Micrognathia is a term that describes an abnormally small lower jaw.
In true micrognathia, the jaw is small enough to interfere with the infant's feeding. Infants with micrognathia may need special nipples in order to feed properly.
Micrognathia often corrects itself during growth, especially at puberty when the jaw grows quite a bit. It can be caused by certain inherited disorders and syndromes.
Micrognathia is one cause of abnormal alignment of the teeth. You can see this in the way the teeth close. Often there will not be enough room for the teeth to grow. Talk to an orthodontist when the child's adult teeth come in. At times, children can outgrow micrognathia. It makes sense to wait to treat the condition until they are older.
Micrognathia may be part of other genetic syndromes, including:
- Cri du chat syndrome
- Hallerman-Streiff syndrome
- Marfan syndrome
- Pierre Robin syndrome
- Russell-Silver syndrome
- Seckel syndrome
- Smith-Lemli-Opitz syndrome
- Treacher-Collins syndrome
- Trisomy 13
- Trisomy 18
- XO syndrome (Turner syndrome)
If micrognathia interferes with feeding, you'll need to use special feeding techniques and equipment. You can learn these techniques through special programs that are available at most hospitals.
Call your health care provider if
Contact your health care provider if:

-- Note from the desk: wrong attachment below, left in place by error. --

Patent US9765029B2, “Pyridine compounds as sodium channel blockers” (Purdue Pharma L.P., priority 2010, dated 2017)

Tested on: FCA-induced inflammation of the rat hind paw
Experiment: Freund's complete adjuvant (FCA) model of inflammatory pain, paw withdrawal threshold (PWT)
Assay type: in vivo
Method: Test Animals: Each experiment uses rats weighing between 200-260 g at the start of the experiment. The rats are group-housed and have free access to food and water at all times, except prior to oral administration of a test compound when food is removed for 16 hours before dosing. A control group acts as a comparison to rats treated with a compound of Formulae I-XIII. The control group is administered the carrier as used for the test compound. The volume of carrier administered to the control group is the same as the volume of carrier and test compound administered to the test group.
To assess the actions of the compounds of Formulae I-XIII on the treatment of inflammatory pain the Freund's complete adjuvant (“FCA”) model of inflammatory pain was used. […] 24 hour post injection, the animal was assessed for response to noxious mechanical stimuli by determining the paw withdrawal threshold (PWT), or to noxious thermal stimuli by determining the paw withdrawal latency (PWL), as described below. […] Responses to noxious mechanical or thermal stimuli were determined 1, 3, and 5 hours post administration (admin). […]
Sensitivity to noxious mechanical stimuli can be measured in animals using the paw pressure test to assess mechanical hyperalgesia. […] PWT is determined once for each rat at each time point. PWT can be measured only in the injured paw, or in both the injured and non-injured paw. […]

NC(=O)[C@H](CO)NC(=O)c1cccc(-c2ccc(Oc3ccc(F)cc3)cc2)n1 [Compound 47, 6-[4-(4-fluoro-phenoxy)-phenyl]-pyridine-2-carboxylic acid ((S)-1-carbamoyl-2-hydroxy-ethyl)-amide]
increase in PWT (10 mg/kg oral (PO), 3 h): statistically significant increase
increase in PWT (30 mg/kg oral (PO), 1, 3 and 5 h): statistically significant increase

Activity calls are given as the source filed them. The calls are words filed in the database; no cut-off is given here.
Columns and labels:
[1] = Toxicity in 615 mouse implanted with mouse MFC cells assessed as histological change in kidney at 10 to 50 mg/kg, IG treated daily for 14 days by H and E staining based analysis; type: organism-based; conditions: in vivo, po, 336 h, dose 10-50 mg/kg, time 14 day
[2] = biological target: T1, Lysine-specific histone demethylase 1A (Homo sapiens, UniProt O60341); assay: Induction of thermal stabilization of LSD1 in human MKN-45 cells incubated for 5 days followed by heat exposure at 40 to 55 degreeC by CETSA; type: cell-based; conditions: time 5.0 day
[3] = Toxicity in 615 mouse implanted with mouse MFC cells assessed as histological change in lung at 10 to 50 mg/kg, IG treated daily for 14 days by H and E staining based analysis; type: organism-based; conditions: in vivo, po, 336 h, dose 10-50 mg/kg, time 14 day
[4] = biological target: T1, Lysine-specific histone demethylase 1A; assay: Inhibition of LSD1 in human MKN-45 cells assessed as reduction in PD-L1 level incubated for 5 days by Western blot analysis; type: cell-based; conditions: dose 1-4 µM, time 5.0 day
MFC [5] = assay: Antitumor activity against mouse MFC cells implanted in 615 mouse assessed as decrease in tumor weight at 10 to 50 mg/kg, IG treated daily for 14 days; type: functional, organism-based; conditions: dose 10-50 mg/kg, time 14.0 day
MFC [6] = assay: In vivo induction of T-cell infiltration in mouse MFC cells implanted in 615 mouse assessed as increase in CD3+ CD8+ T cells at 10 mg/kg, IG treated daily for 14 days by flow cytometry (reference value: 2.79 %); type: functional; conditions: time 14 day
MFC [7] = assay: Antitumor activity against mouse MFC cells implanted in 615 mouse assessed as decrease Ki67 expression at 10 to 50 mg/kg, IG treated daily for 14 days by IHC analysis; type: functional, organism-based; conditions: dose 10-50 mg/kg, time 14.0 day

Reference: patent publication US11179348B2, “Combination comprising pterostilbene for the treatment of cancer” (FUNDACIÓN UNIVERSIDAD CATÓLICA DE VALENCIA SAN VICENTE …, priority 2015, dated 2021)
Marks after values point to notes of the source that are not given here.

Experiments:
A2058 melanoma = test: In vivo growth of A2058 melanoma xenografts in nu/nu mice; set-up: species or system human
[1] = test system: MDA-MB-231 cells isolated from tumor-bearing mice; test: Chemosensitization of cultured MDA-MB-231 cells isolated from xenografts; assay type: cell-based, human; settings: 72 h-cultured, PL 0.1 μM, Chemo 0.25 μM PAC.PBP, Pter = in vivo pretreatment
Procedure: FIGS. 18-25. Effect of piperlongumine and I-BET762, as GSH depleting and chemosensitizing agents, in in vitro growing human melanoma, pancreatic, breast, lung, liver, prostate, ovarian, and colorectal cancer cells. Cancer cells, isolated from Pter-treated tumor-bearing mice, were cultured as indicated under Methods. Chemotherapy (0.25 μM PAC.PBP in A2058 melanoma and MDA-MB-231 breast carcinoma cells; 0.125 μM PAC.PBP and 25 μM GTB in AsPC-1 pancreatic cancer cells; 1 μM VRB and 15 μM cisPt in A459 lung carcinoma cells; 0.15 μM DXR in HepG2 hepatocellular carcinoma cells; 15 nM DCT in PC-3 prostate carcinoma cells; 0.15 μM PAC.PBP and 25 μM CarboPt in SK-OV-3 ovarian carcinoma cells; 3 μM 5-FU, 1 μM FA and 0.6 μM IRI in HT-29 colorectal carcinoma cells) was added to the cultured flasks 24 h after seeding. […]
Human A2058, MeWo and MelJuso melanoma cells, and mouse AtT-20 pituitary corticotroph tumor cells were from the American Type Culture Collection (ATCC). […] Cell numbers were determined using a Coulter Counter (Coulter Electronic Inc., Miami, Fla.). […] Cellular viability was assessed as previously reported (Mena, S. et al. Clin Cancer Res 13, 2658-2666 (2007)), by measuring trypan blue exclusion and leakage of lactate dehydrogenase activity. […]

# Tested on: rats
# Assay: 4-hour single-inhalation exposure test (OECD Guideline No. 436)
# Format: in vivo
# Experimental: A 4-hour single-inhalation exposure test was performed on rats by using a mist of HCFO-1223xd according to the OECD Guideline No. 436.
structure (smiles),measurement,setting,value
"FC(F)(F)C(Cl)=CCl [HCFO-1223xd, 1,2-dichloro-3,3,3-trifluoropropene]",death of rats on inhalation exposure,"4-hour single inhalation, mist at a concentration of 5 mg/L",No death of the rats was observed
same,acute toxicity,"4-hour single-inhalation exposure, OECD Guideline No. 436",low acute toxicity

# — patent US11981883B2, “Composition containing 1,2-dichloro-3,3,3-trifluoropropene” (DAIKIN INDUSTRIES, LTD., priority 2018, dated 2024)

- Your child seems to have a very small jaw
- Your child has trouble feeding properly
What to expect at your health care provider's office
The doctor will do a physical examination and may ask questions about the history of the problem, such as:
- When did you first notice that the jaw was small?
- How severe is it?
- Does the child have trouble eating?
- What other symptoms are present?
The physical examination will include a thorough check of the mouth.
The following tests may be performed:
- Dental x-rays
- Skull x-rays
If there are other symptoms of an inherited condition, the child may need to be tested for that condition. The health care provider might recommend surgery or orthodontic devices.
Last reviewed 5/1/2011 by Neil K. Kaneshiro, MD, MHA, Clinical Assistant Professor of Pediatrics, University of Washington School of Medicine. Also reviewed by David Zieve, MD, MHA, Medical Director, A.D.A.M., Inc.
- The information provided herein should not be used during any medical emergency or for the diagnosis or treatment of any medical condition.
- A licensed medical professional should be consulted for diagnosis and treatment of any and all medical conditions.
- Call 911 for all medical emergencies.
- Links to other sites are provided for information only -- they do not constitute endorsements of those other sites.